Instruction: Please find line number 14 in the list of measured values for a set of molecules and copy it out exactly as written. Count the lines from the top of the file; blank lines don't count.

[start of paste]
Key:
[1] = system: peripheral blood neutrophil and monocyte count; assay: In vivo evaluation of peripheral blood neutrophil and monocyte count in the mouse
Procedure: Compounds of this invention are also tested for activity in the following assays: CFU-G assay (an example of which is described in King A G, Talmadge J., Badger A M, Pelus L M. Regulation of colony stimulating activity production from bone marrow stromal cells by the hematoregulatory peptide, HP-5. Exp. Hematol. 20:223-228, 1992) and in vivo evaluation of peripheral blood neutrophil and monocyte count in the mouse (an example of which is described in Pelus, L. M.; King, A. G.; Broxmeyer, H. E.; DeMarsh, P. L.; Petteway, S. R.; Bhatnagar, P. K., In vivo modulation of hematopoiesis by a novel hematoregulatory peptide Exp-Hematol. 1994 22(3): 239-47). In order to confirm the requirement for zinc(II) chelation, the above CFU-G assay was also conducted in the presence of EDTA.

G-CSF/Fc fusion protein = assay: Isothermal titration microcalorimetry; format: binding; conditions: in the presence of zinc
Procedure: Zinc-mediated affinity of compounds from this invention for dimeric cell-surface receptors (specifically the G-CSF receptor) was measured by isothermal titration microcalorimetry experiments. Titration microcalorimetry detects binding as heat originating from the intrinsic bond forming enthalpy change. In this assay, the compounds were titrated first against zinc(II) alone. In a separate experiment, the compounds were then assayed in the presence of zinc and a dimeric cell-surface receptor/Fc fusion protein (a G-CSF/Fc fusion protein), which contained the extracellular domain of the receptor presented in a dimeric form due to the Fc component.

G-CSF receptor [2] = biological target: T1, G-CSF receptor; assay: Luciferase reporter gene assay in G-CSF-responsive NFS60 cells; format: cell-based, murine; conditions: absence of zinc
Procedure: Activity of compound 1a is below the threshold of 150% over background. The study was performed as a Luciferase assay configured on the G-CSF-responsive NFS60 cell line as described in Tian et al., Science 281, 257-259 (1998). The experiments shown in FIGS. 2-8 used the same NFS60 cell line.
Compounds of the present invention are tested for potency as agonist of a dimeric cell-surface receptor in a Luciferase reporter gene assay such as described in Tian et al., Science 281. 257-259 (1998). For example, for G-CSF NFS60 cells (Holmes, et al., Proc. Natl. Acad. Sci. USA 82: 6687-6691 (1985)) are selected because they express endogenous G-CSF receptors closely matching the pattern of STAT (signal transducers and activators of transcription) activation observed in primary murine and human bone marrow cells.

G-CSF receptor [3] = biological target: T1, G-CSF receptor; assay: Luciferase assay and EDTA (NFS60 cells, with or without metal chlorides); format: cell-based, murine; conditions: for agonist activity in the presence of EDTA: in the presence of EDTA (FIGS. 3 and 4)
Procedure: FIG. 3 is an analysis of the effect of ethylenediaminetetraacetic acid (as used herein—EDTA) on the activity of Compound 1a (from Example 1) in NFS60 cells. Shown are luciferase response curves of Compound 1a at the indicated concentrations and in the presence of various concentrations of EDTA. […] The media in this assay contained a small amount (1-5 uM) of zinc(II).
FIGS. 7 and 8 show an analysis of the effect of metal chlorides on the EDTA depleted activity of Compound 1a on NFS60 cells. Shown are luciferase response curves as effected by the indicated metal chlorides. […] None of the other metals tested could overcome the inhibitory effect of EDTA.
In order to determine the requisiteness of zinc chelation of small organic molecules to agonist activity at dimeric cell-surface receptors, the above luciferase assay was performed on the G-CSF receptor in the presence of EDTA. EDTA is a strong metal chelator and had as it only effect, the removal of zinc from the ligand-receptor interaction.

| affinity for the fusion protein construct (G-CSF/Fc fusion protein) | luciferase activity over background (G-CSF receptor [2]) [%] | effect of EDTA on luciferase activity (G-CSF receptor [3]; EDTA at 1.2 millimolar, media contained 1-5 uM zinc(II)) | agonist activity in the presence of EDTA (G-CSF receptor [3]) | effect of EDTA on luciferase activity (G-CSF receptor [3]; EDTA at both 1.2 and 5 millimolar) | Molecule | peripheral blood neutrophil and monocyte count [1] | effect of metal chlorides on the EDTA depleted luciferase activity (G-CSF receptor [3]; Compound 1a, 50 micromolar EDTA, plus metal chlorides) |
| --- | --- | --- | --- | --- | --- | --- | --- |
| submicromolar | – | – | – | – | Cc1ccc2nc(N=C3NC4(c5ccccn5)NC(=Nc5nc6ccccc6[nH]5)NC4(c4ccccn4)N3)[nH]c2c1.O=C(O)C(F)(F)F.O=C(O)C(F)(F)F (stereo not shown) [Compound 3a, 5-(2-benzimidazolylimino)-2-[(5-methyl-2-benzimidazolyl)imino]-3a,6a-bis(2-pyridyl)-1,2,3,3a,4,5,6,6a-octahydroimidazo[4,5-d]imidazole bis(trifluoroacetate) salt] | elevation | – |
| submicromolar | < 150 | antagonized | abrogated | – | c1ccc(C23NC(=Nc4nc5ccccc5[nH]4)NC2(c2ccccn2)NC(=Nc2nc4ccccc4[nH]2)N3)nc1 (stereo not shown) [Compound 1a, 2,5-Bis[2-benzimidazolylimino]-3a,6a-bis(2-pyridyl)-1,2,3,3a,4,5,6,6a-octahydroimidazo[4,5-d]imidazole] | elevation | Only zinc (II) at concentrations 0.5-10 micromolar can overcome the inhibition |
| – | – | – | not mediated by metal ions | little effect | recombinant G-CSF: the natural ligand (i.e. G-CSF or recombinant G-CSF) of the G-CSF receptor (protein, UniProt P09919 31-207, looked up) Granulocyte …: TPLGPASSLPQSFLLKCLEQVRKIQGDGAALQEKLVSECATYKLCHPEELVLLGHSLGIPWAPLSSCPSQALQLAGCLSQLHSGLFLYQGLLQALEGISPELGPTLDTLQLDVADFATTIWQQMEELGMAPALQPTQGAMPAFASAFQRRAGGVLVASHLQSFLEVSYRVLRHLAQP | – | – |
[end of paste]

| --- | --- | --- | --- | --- | --- | --- | --- |